The beginning of the fray is debatable. Apparently in the confusion of the moment, Kleist’s gunners accidently fired off a shot. This precipitated the attack. Seydlitz felt this action was intentional, and apparently with the avowed aim of seeking glory for Kleist. Of course, this charge was vehemently denied. Nevertheless, Döebeln turned out to be a pleasant interlude for the bluecoats. Moreover, what a surprise when one of the captives turned out to be General Zedtwitz himself, captured over near Littdorf while leading his cavalry in a hopeless counterattack to stem the enemy’s progress. A short, but involved effort followed, compelling the Allies to retreat, leaving behind nearly 50 percent of their men as prisoners, along with five pieces of artillery. The survivors scurried to safety at and about Dippoldiswalde. Bluecoat casualties on this occasion amounted to some 60 men.
One of the backlashes of this fight was the feud that grew out of the altercation between the persons of Generals Kleist and Seydlitz. Both men resented the actions of the other on this occasion. Perhaps both men, seeing the end of hostilities coming and wanting more opportunities for glory, were a tad shortsighted on this occasion. In the final analysis, the Prussian effort was indeed a success, but one which did not lend itself to an easy follow up by the victors, especially as Prince Henry’s army lacked any means at all to secure reinforcements.
Serbelloni, for his part, was visibly shaken by the reverse. The Allies held posts west of the Elbe, which included a number constituting a stranglehold on the Saxon capital; they were thus able to hold interior lines from Dresden extending over towards Dippoldiswalde.
Meanwhile, this stroke allowed Prince Henry to separate the Austrians and Imperialists, and prevented their reuniting for a time. But Henry did not stop there. Not satisfied with the status quo, Prince Henry now strove to eliminate the Austrian left flank forces altogether. On May 15, Freiberg fell to him, and two days later, Prussian troopers seized the rises near Pretzschendorf (giving Prussian artillery enough range to hammer the enemy’s post at Dippoldiswalde). From Freiberg, Henry sent off a light detachment of 500 hard-riding cavalry under Lt. Friedrich Wilhelm von Roeder through Öderan to check out the Imperialists.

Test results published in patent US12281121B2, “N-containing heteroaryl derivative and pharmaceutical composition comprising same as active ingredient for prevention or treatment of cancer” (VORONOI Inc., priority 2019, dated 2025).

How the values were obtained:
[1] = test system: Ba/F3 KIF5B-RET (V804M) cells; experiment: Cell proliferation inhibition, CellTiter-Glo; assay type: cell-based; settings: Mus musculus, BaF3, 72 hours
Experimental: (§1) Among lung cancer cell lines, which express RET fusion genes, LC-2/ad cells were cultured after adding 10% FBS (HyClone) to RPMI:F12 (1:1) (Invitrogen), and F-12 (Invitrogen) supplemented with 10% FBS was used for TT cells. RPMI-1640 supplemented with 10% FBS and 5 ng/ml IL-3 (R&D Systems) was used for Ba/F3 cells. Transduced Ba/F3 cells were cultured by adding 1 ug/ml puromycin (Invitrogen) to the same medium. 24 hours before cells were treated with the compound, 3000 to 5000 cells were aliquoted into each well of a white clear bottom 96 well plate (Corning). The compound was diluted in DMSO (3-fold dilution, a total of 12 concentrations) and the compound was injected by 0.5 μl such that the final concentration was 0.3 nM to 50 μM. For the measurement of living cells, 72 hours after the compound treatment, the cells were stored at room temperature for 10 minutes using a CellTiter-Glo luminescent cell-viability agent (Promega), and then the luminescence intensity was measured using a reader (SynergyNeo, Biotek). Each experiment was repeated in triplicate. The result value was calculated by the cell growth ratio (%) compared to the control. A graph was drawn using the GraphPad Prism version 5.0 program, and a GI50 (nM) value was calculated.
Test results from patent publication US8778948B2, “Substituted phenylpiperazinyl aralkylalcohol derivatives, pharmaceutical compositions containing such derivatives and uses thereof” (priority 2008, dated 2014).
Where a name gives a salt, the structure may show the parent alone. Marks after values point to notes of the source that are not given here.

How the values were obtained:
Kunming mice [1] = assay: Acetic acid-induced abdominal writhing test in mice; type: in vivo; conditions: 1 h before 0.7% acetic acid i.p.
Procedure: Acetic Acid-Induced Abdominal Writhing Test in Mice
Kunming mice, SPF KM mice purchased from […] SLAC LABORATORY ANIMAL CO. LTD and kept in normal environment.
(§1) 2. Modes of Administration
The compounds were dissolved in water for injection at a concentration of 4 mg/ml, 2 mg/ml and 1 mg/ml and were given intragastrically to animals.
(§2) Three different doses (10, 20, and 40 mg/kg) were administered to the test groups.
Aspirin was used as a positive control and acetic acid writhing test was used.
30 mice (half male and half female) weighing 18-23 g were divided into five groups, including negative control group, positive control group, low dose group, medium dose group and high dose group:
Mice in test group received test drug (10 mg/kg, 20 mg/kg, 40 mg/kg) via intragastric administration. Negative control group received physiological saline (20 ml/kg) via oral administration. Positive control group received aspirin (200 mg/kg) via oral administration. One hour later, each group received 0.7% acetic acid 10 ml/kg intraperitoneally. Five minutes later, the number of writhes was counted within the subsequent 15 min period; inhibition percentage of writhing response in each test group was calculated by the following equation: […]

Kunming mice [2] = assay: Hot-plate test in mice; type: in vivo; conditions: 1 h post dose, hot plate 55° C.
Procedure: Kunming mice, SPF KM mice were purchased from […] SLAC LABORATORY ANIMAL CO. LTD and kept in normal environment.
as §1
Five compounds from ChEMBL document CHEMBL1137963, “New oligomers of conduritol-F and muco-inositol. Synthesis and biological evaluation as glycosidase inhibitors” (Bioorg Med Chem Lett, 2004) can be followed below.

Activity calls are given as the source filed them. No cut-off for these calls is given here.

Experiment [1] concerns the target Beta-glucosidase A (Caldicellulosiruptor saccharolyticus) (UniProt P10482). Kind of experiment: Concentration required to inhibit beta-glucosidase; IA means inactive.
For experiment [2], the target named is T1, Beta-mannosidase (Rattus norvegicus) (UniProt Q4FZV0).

Henry began to run short of men for this new offensive, as he had been forced to make heavy detachments to contain the Imperialists of Prince Stolberg to the west of Chemnitz in order to protect his rear while the whitecoats were being squeezed out of Freiberg. All Stolberg wanted at this stage was to fall back on Zwickau. By now Serbelloni (in charge of the disunited armies) was pleading for reinforcements from Daun over in Silesia, all in vain. The reverse was occurring.
Reports had been filtering in to Prussian headquarters for some time now that the Austrians were either in the process of, or were about to, transfer some of their formations from the Saxon theater of war to boost their troop total in Silesia in order to fulfill their campaign requirements thererabouts. The consequences for the Allies could have been severe. But Prince Henry’s request for new troops also fell on deaf ears, snubbed by the king outright; the latter taking a hard line here because he felt the decisive actions were yet to be in Silesia (which, of course, they were). Now Prince Henry, for his part, did feel that he could hold his present line, while slowly building up strength for yet another offensive. At this stage, though, one of Henry’s officers, Colonel Christian Friedrich von Bandemer, tried to get hold of Chemnitz. Stolberg was not inclined to leave, and his force on the spot, led by General Luzinsky, drove the surprised bluecoats back all the way to Öderan with heavy losses in men and ordnance (including some 500 men and 15 officers), all of this due to a roving Imperialist force (May 21).